The truck was towing two trailers of oil. Police said 11,000 litres spilled into the ditch and that cleanup crews were on-scene.

Highway 63 near Township Road 634 has been reduced to one lane as crews continue to clean up the oil spill.

A cause of the crash has not been determined.

Source of article click here : CBC NEWS

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Triple semi accident injures 2, snarls truck crossing at Canadian border
Trucking News

Photo: Washington State Patrol

BLAINE, Wash. -- Three semi trucks collided near the Blaine truck border crossing into Canada, sending one driver to the hospital.

The crash happened just before 4 p.m. on SR-543 near H Street, according to Trooper Keith Leary with the Washington State Patrol. A truck hauling $41,000 worth of paper products had smashed into the back of a car hauler. Another truck carrying $26,000 worth of fish then smashed into the back of the paper truck.

One driver had to be cut free from the semi cab and two drivers in all were taken to local hospitals. Their conditions were not released.

Source of article click here : KOMONEWS

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'Crocodile' spotted in Canada marsh was actually a truck tire
Trucking News
View image on Twitter

Another croc sighting called in this weekend in the marsh off of Hwy 17 & 104 Ave. It sure looks like one, but it's commercial truck tire!

June 13 (UPI) -- A menacing truck tire prompted several false reports of a crocodile floating in a marsh in Canada, police said.

Surrey RCMP in British Columbia shared a photo of the long, black piece of trash, which several drivers mistook for a crocodile, floating near the surface of the marsh off of a local highway.

"Another croc sighting called in this weekend in the marsh off of Hwy 17 & 104 Ave," police said. "It sure looks like one, but it's commercial truck tire!"

Surrey police Cpl. Scotty Schumann told the CBC crocodiles and alligators would certainly be a strange sight for the Pacific Northwest and while the idea of the floating, crocodile-shaped garbage is funny, it's become a distraction to drivers.

"It is kind of comical when you do look at it," he said. "It is causing a bit of traffic hazard on the highway."

The police department shared the public warning on its social media to discourage drivers from looking off of the highway to catch a glimpse of the false croc.

"We don't want anyone else to be stopping on the highway to take a look at this piece of debris and mistake it for a crocodile or an alligator," Schumann said.

Source of article click here : UPI

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New inspection procedures for intermodal containers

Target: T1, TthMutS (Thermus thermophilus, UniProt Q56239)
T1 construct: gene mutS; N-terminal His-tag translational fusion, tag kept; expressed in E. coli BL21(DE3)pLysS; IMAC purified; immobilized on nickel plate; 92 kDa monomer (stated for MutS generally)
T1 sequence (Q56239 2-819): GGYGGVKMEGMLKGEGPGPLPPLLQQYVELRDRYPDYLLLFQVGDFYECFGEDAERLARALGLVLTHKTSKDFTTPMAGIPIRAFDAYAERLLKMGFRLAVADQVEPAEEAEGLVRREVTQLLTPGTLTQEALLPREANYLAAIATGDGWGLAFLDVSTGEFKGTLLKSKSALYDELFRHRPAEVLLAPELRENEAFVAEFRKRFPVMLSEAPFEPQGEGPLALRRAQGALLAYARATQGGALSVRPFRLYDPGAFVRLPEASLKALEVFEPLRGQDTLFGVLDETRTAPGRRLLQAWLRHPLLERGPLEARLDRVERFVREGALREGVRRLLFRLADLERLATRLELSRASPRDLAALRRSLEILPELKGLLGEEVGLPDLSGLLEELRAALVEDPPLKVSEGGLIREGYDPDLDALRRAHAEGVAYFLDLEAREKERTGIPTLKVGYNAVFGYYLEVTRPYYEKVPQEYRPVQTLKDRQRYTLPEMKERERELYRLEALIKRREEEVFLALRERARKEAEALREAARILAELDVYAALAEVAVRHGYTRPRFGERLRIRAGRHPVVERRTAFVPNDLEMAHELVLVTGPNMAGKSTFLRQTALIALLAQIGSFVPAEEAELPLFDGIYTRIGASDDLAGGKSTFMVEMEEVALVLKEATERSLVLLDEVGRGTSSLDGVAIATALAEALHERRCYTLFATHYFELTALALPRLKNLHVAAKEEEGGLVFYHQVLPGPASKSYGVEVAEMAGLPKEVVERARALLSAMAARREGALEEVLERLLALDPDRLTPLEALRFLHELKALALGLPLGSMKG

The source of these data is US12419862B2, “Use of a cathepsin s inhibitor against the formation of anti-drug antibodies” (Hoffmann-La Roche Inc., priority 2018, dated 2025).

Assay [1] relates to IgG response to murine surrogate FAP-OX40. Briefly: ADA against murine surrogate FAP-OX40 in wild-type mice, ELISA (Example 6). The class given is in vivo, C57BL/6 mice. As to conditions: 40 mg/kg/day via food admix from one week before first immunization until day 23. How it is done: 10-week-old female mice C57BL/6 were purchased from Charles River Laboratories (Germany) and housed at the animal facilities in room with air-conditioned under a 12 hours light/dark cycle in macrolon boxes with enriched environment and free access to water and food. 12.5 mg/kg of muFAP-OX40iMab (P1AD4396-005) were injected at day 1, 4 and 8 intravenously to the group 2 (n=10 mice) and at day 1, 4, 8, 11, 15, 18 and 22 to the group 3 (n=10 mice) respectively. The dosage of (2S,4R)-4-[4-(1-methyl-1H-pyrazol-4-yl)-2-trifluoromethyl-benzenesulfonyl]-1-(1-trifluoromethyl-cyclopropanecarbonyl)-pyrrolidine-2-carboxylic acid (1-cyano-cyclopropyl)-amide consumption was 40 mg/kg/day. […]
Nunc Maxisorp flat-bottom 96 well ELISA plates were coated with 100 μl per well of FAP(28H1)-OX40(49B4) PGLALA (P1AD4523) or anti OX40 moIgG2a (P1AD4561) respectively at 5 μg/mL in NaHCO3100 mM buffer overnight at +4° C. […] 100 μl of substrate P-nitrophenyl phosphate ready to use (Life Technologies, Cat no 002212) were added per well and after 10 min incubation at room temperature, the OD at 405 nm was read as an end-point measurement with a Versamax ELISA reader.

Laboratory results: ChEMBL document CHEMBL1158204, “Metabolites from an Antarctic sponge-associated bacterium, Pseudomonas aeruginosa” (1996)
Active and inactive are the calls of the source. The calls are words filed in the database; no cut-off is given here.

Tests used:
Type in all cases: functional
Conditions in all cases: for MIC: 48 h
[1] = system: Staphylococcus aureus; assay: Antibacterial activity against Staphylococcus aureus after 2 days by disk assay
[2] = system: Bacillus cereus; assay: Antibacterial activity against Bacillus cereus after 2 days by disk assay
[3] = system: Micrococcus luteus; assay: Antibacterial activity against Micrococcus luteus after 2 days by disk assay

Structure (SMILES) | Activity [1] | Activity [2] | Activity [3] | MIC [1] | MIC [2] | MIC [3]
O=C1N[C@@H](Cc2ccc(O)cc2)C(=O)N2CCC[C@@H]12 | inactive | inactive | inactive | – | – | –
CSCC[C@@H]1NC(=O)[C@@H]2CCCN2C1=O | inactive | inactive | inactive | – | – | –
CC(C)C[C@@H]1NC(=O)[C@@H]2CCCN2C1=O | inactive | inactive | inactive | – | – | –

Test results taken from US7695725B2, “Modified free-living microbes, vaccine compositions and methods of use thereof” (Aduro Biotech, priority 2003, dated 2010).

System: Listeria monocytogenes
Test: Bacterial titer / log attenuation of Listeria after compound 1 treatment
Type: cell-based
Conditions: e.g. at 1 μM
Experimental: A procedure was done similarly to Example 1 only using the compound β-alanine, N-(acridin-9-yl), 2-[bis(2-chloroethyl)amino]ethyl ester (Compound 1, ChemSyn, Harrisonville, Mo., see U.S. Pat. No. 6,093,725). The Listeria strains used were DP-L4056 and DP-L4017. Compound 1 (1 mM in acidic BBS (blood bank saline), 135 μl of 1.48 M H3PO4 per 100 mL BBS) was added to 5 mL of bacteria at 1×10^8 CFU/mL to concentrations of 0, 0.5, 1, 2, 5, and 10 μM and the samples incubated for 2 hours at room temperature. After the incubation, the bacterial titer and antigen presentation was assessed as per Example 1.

Trucking News

GREENBELT, MD – The Commercial Vehicle Safety Alliance (CVSA), which sets the standards for roadside inspections across North America, has issued a new bulletin for securing intermodal containers on container chassis.

Canadian National Safety Code Standard 10 requires each lower corner on a container to be secured with an integral locking device, and for the front and rear of the container to be secured independently, CVSA notes.

“To meet these requirements, intermodal containers are most commonly secured to the container chassis with twist-locks or pin-locks meeting the definitions of integral locking device. [National Safety Code] Standard 10 defines an integral locking device as ‘a device that is designed and used to restrain an article of cargo by connecting and locking attachment points on the article to anchor points on the vehicle,’” the bulletin reads.

“There are numerous twist-lock and pin-lock designs. In general, pin-locks connect when the pin is inserted into the container’s casting and lock when the handle is held in position by a latch, gate or similar mechanism. Pin-locks are typically integrated with a bolster holding the lower front of the container. Similarly, twist-locks connect when the pin head is twisted within the container’s casting and lock when the handle is held in position by a latch, gate or similar mechanism. Twist-locks are found in all positions on a container chassis. Many integral locking devices rely on gravity or spring mechanisms to aid in holding the latch, gate or handle in position.”

The standard also requires containers to be restrained from moving forward, backward, vertically, or left or right.

There are some differences between the Canadian standard and its U.S. counterpart. Canada allows chain or wire rope to secure the corner of an intermodal container, but only to replace a defective integral locking device.

Twist-locks and pin-locks normally include a latch or gate mechanism that should be engaged during inspectionsm, CVSA adds. While some carriers attach plastic or wire tie-wraps to a latch or gate handle, that is not required under regulations on either side of the border.

“In all cases, when the latch, gate or similar mechanism that keeps the integral locking device from becoming unintentionally unfastened is broken, ineffective or missing, a temporary method can be used,” the bulletin reads. “This may consist of a tie-wrap. As noted, this type of temporary locking method is not required when the integral locking device is working as designed and intended by the manufacturer.”

Inspectors are being encouraged to download the latest information at “We want to ensure all inspectors are conducting roadside inspections using the most up-to-date version of each bulletin,” the organization notes.